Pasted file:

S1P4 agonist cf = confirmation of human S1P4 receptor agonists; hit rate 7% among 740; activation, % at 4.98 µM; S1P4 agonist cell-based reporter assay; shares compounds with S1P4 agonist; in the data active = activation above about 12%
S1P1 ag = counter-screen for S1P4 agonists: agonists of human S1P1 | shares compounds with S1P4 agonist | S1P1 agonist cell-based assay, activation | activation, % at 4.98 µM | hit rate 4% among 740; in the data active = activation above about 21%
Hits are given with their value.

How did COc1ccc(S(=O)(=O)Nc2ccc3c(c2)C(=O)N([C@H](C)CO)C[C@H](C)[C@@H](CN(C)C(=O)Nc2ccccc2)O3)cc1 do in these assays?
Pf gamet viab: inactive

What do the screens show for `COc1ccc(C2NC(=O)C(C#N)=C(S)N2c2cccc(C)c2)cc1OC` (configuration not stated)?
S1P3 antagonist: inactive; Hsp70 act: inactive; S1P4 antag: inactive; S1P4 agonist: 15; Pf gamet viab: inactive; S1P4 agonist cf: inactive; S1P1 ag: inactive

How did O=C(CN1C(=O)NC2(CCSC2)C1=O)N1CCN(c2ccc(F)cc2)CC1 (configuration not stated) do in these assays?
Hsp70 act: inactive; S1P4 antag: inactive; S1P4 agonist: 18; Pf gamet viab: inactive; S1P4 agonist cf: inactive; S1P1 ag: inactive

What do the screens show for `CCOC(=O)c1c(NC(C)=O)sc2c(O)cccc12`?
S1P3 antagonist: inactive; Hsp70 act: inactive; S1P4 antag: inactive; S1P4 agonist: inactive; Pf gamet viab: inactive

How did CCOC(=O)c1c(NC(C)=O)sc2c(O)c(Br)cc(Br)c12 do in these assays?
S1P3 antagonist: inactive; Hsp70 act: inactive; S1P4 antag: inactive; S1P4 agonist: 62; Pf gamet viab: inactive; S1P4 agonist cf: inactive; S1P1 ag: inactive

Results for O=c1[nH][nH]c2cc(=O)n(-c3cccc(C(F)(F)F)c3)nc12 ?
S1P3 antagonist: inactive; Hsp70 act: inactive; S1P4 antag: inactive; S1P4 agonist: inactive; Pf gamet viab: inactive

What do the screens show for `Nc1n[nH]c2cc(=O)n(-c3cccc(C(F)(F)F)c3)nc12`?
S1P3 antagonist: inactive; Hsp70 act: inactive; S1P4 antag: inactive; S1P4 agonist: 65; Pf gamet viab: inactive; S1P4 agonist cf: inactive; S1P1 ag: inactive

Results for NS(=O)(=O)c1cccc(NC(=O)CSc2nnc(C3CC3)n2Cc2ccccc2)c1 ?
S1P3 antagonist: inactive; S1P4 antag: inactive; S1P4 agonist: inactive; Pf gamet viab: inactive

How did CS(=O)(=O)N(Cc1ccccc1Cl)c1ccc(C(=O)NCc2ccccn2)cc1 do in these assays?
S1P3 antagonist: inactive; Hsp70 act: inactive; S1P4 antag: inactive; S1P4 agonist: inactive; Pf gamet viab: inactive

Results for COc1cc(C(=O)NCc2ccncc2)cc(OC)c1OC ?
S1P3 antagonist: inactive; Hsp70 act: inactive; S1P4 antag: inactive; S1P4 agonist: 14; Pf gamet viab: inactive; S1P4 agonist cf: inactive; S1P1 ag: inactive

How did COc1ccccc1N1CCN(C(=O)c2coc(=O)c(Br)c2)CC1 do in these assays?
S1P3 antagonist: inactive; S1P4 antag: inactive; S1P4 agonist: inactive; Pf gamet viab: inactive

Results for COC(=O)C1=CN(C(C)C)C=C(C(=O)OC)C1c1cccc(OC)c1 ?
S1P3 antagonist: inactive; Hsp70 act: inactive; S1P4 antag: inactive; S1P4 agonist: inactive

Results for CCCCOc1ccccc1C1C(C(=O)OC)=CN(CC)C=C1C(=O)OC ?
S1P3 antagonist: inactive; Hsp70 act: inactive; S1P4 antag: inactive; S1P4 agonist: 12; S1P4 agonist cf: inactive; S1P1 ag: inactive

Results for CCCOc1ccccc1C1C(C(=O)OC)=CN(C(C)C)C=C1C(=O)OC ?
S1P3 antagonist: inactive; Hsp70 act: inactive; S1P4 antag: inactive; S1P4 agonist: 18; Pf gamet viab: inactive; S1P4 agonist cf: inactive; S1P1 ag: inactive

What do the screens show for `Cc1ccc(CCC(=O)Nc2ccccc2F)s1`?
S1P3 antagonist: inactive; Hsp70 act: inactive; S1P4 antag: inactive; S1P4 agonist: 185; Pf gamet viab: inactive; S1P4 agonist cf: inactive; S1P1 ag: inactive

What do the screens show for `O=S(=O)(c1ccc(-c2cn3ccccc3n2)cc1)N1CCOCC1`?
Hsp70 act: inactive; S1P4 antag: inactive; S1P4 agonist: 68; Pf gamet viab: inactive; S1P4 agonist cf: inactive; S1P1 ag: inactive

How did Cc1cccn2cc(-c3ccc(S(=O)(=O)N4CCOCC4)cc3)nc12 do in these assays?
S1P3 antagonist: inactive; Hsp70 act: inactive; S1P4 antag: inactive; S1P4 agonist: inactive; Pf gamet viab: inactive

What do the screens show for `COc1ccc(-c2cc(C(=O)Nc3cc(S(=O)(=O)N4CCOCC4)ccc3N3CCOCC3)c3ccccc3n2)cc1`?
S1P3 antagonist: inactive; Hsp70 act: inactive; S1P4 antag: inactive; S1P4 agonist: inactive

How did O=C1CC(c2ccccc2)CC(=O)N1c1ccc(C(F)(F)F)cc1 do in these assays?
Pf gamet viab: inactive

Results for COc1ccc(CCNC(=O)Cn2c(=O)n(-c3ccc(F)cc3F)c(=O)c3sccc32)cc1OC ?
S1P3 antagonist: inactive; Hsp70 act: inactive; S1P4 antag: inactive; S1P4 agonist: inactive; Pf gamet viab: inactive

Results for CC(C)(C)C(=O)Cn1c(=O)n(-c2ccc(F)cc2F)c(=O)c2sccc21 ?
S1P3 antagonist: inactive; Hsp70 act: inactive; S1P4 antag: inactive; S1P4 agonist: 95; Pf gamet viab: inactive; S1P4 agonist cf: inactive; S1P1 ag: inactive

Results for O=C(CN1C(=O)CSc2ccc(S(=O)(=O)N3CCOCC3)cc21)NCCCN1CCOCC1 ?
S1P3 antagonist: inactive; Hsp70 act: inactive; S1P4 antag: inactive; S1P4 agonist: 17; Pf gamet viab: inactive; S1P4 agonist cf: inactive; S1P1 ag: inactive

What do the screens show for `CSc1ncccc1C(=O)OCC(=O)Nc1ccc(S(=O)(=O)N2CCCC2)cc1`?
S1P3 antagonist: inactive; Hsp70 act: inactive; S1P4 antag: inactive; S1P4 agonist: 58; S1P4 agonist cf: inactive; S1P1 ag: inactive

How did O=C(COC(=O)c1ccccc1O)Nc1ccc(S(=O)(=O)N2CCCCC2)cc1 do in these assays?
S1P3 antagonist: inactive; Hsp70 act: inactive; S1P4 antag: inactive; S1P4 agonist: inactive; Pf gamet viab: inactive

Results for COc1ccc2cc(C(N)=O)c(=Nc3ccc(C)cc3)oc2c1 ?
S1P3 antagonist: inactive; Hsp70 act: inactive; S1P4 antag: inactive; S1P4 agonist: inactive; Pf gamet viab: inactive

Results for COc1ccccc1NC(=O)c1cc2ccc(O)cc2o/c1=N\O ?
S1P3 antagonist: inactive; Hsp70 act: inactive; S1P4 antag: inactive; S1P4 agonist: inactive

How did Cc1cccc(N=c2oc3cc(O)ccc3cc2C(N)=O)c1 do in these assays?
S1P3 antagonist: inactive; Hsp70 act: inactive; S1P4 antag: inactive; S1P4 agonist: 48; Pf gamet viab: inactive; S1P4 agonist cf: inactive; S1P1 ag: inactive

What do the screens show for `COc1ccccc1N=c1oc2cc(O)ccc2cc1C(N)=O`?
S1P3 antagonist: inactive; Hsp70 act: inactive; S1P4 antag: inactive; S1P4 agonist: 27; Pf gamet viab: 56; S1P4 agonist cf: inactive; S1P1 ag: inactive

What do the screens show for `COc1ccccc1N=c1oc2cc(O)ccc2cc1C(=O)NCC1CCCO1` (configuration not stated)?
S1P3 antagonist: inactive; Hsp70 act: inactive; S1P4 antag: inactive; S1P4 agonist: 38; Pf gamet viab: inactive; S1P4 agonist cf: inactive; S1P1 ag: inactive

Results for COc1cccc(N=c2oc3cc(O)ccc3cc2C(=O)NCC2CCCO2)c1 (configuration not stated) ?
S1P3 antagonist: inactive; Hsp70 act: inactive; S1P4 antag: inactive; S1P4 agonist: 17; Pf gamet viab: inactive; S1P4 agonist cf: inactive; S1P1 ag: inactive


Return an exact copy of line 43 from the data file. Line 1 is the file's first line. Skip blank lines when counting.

S1P3 antagonist: inactive; Hsp70 act: inactive; S1P4 antag: inactive; S1P4 agonist: inactive; Pf gamet viab: inactive